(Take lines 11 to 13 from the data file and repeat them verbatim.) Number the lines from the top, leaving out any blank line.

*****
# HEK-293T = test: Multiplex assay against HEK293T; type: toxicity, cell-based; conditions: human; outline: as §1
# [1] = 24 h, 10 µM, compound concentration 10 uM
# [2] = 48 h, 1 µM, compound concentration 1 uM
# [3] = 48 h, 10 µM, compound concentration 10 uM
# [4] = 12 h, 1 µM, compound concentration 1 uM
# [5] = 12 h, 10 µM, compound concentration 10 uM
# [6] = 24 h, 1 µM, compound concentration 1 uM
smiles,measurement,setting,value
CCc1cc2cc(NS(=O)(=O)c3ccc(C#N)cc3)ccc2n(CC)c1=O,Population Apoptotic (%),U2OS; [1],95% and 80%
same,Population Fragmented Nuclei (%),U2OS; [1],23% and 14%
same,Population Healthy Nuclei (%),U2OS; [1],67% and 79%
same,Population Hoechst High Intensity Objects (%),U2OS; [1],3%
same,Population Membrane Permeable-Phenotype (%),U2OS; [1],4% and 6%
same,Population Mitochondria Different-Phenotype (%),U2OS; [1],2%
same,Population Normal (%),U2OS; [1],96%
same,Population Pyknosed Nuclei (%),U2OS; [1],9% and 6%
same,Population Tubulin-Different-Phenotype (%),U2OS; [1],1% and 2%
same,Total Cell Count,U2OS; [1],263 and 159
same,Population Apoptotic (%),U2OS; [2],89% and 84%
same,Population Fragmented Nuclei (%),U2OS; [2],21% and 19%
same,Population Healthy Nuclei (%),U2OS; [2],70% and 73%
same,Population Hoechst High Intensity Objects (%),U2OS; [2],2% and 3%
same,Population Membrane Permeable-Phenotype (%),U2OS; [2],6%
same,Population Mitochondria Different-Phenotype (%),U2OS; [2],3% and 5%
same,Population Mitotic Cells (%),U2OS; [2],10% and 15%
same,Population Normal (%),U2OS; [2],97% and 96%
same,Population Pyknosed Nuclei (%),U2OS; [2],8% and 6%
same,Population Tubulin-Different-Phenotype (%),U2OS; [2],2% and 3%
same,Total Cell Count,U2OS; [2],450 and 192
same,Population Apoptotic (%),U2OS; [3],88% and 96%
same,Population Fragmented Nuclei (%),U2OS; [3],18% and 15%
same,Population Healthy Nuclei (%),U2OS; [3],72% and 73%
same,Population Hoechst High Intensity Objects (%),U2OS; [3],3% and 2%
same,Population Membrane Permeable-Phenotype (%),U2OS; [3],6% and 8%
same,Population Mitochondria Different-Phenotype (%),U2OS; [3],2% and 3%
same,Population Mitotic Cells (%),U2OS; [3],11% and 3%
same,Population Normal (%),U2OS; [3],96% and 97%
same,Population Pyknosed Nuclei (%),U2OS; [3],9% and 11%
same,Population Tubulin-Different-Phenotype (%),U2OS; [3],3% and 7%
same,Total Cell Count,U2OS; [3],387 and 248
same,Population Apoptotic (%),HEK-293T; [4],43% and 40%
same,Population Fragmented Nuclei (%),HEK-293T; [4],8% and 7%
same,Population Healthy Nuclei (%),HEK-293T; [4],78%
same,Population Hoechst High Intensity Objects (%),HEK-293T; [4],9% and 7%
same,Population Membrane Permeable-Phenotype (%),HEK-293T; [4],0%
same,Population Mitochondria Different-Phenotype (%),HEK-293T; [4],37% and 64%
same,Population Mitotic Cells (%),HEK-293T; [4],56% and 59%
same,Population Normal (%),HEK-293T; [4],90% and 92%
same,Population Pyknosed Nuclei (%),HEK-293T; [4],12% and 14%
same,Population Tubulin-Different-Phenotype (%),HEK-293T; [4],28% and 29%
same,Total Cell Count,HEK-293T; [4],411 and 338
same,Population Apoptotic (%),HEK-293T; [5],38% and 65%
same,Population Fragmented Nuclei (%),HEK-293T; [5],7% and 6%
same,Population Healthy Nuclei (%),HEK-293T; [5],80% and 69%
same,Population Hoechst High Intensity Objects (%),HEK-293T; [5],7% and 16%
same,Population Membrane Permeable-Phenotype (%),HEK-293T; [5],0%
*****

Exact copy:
same,Population Healthy Nuclei (%),U2OS; [1],67% and 79%
same,Population Hoechst High Intensity Objects (%),U2OS; [1],3%
same,Population Membrane Permeable-Phenotype (%),U2OS; [1],4% and 6%